Type A uncertainties are the ones evaluated by statistical methods. Sources of uncertainty evaluated using non-statistical methods such as documented values or elicited by expertise are called type B uncertainties. For example, during a simple mass measurement, the repetition and uncertainty from calibration standards are sources of uncertainty. The former is Type A uncertainty and the latter is Type B uncertainty. However, an accurate measurement could compute the buoyancy effect and new sources of uncertainty should be taken into account such as air density changes arising from temperature or pressure variation. It is worth mentioning at this point that the measurand model plays a critical role in uncertainty evaluation.

All sources of uncertainty can be communicated using an Ishikawa diagram [21], also known as the fishbone diagram. The measurand plays the role as a principal bone and each input quantity as an adjacent bone. Each input quantity should have its uncertainty sources attached to it. The fishbone diagram gives in a single chart a qualitative summary of all sources of uncertainty for a given measurement model.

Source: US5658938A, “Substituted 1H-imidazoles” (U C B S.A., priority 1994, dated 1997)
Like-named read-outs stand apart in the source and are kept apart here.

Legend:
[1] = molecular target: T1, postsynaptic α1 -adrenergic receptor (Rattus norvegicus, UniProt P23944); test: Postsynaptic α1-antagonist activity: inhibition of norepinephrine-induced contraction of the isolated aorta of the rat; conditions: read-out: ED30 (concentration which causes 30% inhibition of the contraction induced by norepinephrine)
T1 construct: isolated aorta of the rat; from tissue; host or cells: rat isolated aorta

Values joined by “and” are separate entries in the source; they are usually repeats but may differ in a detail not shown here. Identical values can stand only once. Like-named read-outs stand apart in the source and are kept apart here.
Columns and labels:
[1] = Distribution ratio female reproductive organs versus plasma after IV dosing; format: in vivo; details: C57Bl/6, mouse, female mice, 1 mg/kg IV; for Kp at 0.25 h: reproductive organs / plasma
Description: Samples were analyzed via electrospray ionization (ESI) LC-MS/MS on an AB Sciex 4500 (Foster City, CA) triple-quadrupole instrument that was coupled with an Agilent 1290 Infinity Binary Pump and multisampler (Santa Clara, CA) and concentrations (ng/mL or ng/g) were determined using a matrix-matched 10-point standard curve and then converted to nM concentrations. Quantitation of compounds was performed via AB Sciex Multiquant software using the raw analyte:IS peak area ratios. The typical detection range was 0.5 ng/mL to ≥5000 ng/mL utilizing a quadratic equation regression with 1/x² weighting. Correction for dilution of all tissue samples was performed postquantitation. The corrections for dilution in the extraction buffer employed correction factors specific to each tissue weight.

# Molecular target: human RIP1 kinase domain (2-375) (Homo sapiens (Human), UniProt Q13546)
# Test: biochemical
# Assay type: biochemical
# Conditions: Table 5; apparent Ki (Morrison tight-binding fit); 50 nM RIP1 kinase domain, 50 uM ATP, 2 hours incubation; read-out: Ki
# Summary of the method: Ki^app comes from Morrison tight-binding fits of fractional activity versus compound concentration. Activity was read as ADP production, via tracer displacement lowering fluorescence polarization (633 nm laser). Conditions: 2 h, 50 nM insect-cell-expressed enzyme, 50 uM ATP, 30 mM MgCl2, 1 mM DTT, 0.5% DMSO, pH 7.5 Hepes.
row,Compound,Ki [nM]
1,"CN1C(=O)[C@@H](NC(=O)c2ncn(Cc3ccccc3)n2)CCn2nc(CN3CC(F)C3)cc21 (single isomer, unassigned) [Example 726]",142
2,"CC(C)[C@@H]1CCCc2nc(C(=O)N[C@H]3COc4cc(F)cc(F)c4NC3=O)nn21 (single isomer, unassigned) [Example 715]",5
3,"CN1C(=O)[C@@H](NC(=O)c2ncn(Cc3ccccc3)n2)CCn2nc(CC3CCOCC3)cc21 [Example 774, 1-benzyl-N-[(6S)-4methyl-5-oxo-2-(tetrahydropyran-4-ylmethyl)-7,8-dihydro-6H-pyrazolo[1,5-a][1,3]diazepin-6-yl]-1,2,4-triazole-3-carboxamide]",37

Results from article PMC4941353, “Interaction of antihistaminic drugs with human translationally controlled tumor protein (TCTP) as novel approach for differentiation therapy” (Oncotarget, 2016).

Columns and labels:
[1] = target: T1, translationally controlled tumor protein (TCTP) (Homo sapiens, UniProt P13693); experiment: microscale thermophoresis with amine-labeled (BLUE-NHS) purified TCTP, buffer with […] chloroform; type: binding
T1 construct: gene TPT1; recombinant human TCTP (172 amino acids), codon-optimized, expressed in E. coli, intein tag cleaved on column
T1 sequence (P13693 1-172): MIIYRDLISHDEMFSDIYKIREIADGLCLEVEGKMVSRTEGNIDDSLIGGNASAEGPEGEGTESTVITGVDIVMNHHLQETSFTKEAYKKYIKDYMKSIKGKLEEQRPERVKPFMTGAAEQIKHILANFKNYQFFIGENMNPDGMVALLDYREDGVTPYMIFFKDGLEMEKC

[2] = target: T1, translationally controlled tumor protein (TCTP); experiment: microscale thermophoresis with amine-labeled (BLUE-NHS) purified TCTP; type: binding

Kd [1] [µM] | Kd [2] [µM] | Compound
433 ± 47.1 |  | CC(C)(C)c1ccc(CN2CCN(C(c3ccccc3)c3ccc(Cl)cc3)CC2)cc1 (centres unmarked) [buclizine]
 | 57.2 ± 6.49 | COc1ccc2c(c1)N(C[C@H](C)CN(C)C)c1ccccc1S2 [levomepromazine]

After quantifying the sources of uncertainty, the partial derivative of the measurand model with respect to each input quantity should be calculated. The partial derivative is called sensitivity coefficient. The standard deviation of each uncertainty source multiplied by the sensitivity coefficient gives the standard uncertainty. Considering the result obtained for a given measurand as a function of f n independent variables. The uncertainty can be written as:

uf(x, y, z,,n)2=(fx)2ux2+(fy)2uy2+(fz)2uz2+, +(fn)2un2

where uf is the uncertainty associated with the measurand, the partial derivatives are the sensitivity coefficients and the terms ui (i = x, y, z, …, n) are the uncertainties associated with each one of the independent variables.

The standard uncertainties could be plotted in a bar-like chart. This kind of chart is known as uncertainty budget and brings to light critical information about the measurement quality. With this chart one can easily assess the major sources of uncertainty that must be reduced in order to enhance the measurement accuracy. This last aspect points out that GUM methodology is also a management tool for continuous improvement.